9

(a)

(b)

Figure 11. EUC-BUILD2: (a) PGA-Drift envelope of incremental dynamic tests/analyses, (b) experimental vs.

numerical hysteretic plots (grey is experimental and black is numerical)

Figure 12. EUC-BUILD2: deformed shape and damage pattern of AEM model at instant of peak deformation

(magnified x2)

4. CLOSING REMARKS

Three different full-scale URM house specimens subjected to earthquake loading were modelled using

the Applied Element Method (AEM). This exercise confirmed the capability of the latter in analysing

masonry structures under seismic excitation, independently of construction details and masonry material

types.

For what concerns specimen EUC-BUILD1, the numerical results can be deemed as representative of

the actual experimentally observed behaviour of the specimen. Indeed, the overall response was

adequately captured, as also confirmed by comparing the numerical crack patterns of the last cycles with

their experimental counterparts.

With regards to specimen LNEC-BUILD1, this endeavour also confirmed the capability of the employed

modelling approach in adequately capturing the seismic response of URM buildings, given that the

model did reproduce the overall structural response and the collapse of the specimen.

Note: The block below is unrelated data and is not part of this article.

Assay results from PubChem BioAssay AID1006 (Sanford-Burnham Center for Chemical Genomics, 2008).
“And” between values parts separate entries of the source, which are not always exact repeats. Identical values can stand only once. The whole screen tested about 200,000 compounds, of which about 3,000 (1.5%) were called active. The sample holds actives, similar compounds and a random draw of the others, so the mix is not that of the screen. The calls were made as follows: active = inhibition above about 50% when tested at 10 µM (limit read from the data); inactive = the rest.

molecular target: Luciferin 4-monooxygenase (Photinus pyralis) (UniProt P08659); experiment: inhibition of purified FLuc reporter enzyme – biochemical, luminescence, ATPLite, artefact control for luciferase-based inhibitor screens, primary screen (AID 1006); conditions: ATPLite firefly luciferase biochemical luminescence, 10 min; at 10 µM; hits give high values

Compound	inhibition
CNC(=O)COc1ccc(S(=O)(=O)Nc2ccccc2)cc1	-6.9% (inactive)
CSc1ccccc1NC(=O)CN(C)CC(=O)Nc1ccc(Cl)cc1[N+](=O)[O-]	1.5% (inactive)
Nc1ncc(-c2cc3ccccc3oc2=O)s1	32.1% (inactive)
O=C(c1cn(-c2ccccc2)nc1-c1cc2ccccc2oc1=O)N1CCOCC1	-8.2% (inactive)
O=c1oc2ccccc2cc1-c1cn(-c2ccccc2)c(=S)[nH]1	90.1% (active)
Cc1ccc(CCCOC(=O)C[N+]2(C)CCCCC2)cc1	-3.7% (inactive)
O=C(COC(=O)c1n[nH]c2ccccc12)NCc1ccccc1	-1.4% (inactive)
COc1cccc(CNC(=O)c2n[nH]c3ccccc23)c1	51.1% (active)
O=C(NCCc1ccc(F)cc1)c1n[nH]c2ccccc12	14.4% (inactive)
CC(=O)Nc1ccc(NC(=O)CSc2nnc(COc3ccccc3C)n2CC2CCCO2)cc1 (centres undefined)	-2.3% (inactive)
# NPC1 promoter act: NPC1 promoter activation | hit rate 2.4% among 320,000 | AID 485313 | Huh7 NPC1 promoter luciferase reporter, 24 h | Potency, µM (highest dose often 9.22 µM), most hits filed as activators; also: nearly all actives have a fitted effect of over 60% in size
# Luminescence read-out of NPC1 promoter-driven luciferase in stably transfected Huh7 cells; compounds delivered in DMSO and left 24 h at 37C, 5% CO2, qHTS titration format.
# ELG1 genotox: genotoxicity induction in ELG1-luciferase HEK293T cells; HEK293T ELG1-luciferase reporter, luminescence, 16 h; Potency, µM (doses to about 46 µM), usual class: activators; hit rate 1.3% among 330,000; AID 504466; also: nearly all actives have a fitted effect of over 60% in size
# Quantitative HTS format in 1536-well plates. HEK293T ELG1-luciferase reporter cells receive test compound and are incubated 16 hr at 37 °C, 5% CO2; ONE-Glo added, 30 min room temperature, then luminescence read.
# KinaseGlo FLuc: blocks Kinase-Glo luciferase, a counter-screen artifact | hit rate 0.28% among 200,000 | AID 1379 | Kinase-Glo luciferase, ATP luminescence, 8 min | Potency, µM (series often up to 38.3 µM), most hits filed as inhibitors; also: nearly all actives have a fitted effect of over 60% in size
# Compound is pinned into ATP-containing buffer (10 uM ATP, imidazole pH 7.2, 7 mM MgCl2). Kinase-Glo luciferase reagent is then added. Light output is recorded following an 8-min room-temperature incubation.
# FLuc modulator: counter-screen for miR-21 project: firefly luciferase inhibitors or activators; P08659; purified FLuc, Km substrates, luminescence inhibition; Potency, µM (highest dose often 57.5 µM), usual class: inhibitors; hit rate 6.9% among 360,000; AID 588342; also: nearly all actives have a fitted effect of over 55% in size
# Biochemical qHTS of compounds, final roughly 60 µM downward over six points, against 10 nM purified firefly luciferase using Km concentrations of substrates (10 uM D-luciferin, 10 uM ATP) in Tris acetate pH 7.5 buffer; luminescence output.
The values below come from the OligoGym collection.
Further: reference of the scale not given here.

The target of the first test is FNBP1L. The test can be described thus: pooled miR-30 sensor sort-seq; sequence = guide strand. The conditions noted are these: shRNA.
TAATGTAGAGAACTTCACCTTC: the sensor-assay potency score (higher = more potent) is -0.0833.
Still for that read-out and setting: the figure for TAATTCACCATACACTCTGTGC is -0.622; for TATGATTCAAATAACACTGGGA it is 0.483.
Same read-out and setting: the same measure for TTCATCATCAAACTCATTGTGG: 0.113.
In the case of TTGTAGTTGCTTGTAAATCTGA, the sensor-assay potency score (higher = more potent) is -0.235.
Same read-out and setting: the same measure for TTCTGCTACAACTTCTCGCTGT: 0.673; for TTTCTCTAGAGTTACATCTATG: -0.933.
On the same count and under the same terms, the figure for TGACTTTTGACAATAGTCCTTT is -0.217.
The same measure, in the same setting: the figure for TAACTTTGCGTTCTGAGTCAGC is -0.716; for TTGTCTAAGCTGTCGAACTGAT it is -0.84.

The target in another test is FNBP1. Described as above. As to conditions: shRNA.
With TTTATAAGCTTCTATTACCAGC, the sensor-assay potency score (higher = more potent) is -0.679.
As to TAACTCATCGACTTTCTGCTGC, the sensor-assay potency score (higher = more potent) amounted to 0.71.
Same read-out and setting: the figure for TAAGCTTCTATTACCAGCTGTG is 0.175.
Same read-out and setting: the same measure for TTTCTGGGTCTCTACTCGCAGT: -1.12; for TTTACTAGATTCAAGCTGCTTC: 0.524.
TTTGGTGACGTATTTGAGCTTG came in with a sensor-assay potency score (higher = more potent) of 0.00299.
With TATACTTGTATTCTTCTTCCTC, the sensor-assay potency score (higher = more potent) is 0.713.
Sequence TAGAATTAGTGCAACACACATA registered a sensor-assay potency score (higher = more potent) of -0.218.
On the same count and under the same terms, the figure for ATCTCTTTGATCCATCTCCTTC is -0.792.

The numerical simulation of EUC-BUILD2 was slightly more challenging, due to the complexity of the

roof structure. Indeed, the dynamic behaviour of the roof was well reproduced by the model only in the

EQ1@100

EQ1@150

EQ2@100

EQ2@150

EQ2@200

EQ2@250

EQ2@300

EQ2@400

-0.8

-0.6

-0.4

-0.2

0

0.2

0.4

0.6

0.8

-1 -0.5 0 0.5 1

PGA [g]

Attic floor drift ratio [%]

Experimental Numerical

-200

-150

-100

-50

0

50

100

150

200

-30 -10 10 30

Total base shear [kN]

Attic floor horizontal displacement [mm]

Experimental Numerical

10

very last stages, thus leading to a numerical response that is stiffer than the experimental one.

It is important to note that the vast majority of modelling properties adopted for the development of the